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Through technology, libraries can expand their role to become ‘community connectors’

Experts say tools like virtual reality devices, 3D printing can make libraries appealing to youths

By Suzanna Goussous - Dec 06,2016 - Last updated at Dec 06,2016

Sari Feldman (first from left) and Hannelore Vogt (third from left) participate in a panel discussion held on Monday at the Abdul Hameed Shoman Foundation (Photo courtesy of Abdul Hameed Shoman Foundation)

AMMAN — In the light of the technological revolution and changes in education around the world, libraries are now not only places for conventional research using traditional methodologies, they are also places to interact with the digital world, researchers said on Monday.

Executive Director of Cuyahoga County Public Library Sari Feldman said libraries are building the legacies of authors and writers who have contributed with their research papers and books. 

“When we think about libraries today, we know we are the centre of community life and community learning. Libraries are building on our legacy,” she said at a panel discussion held by Abdul Hameed Shoman Foundation to mark its public library’s 30th anniversary.

Feldman said libraries can play a significant role in educating people about social media and the content published on the Internet.

“With the growth of inexpensive screening media, some of the content… such as CDs and DVDs are no longer really important; they are not the only source for that content,” the US librarian added.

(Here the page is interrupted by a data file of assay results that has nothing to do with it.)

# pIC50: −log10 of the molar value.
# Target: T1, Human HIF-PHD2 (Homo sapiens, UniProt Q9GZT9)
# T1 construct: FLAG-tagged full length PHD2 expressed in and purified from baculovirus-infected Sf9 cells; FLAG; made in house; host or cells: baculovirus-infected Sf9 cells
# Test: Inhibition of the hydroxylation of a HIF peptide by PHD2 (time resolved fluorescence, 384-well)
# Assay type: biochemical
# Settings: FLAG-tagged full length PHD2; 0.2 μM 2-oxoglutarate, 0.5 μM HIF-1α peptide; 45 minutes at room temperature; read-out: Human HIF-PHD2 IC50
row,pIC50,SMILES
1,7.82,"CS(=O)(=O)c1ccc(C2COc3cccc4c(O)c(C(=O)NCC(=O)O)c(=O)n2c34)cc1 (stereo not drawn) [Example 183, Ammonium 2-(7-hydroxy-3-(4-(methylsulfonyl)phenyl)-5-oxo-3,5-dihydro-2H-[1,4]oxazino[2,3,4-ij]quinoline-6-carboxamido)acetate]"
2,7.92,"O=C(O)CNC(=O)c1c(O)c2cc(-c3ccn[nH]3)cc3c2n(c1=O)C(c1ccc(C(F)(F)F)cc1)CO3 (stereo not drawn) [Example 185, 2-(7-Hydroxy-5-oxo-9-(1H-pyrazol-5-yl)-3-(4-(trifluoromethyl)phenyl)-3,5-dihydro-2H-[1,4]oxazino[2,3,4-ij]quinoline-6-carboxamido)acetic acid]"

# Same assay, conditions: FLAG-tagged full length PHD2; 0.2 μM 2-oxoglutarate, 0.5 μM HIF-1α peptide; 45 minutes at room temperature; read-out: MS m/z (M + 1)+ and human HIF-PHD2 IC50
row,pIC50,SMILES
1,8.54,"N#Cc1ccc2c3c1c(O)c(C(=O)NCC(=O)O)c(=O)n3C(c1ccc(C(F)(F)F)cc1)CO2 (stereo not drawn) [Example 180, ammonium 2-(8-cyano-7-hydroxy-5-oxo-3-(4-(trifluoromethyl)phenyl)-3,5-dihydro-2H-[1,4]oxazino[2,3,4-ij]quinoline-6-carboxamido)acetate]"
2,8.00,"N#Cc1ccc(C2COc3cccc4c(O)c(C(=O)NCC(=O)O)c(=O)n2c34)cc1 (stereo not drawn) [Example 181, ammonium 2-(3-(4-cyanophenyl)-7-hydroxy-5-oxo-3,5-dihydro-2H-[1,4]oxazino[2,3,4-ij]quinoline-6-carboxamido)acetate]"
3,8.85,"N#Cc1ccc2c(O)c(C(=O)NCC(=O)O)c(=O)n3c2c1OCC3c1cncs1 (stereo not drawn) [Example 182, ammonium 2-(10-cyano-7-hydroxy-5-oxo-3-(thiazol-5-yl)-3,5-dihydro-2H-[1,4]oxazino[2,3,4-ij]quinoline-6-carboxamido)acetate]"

She emphasised the importance of having access to technology in order to provide readers and researchers with a suitable place to write, research, study or communicate. 

“When a library is a place of technology access, it is very important… The technology access goes beyond the PC and Internet access and actually educating people with a resource that is going to support individuals’ education,” Feldman added.

From content consumption to content creation, libraries nowadays should not only help students “find” what they want, but to also “create” what they want, by providing more details to users, she said.

This can also be accomplished through allowing users to submit and create their own content depending on their understanding and knowledge. 

“When people have access to expensive and complex tools, they can come in and learn at the library, they can learn coding, they can support entrepreneurs in all kinds of design software,” she added.

The technological tools can be used to invest in the younger generation to motivate them to visit libraries and participate in the “Maker Space” area in the library to develop their skills and hobbies, according to Feldman.

“Before someone was a writer, they were a reader… We want to strengthen the library’s role… to be a community connecter,” she added. 

PLA Charlie Robinson 2013 Award Recipient Hannelore Vogt said that to cope with the technological revolution, libraries can include virtual reality devices, e-learning, mobile devices, robotics and 3D printing gadgets to keep the visitors engaged in the library atmosphere, where they can also discuss the devices with each other and give hands-on lessons. 

Speaking at the panel, the German expert noted that 3D printing can be part of libraries to encourage visitors to get more involved with their projects, so they can print the sketched outline, in addition to promoting interaction among young visitors. 

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